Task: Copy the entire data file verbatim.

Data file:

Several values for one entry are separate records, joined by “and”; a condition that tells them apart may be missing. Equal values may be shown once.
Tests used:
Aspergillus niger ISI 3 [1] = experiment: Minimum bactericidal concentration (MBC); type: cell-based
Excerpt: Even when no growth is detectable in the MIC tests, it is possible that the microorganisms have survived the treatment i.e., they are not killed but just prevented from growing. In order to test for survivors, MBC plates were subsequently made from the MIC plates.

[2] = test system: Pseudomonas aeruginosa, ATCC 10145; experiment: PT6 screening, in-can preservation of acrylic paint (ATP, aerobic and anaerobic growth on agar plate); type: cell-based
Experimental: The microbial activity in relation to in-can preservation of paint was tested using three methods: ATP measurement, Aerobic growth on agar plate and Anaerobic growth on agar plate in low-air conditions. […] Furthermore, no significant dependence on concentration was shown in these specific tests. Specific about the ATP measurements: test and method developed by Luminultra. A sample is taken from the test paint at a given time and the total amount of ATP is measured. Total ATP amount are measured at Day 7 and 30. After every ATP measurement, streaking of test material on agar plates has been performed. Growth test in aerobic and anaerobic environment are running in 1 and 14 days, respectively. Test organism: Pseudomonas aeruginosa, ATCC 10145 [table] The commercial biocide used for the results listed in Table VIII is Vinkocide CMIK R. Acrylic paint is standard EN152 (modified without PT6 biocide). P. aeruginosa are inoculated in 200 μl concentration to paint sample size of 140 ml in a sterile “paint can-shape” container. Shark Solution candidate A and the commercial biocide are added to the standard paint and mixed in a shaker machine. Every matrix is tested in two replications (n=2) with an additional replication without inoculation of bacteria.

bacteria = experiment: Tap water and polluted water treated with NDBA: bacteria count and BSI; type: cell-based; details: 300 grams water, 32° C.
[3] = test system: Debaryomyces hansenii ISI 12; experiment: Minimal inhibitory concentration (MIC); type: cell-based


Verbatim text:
Several values for one entry are separate records, joined by “and”; a condition that tells them apart may be missing. Equal values may be shown once.
Tests used:
Aspergillus niger ISI 3 [1] = experiment: Minimum bactericidal concentration (MBC); type: cell-based
Excerpt: Even when no growth is detectable in the MIC tests, it is possible that the microorganisms have survived the treatment i.e., they are not killed but just prevented from growing. In order to test for survivors, MBC plates were subsequently made from the MIC plates.

[2] = test system: Pseudomonas aeruginosa, ATCC 10145; experiment: PT6 screening, in-can preservation of acrylic paint (ATP, aerobic and anaerobic growth on agar plate); type: cell-based
Experimental: The microbial activity in relation to in-can preservation of paint was tested using three methods: ATP measurement, Aerobic growth on agar plate and Anaerobic growth on agar plate in low-air conditions. […] Furthermore, no significant dependence on concentration was shown in these specific tests. Specific about the ATP measurements: test and method developed by Luminultra. A sample is taken from the test paint at a given time and the total amount of ATP is measured. Total ATP amount are measured at Day 7 and 30. After every ATP measurement, streaking of test material on agar plates has been performed. Growth test in aerobic and anaerobic environment are running in 1 and 14 days, respectively. Test organism: Pseudomonas aeruginosa, ATCC 10145 [table] The commercial biocide used for the results listed in Table VIII is Vinkocide CMIK R. Acrylic paint is standard EN152 (modified without PT6 biocide). P. aeruginosa are inoculated in 200 μl concentration to paint sample size of 140 ml in a sterile “paint can-shape” container. Shark Solution candidate A and the commercial biocide are added to the standard paint and mixed in a shaker machine. Every matrix is tested in two replications (n=2) with an additional replication without inoculation of bacteria.

bacteria = experiment: Tap water and polluted water treated with NDBA: bacteria count and BSI; type: cell-based; details: 300 grams water, 32° C.
[3] = test system: Debaryomyces hansenii ISI 12; experiment: Minimal inhibitory concentration (MIC); type: cell-based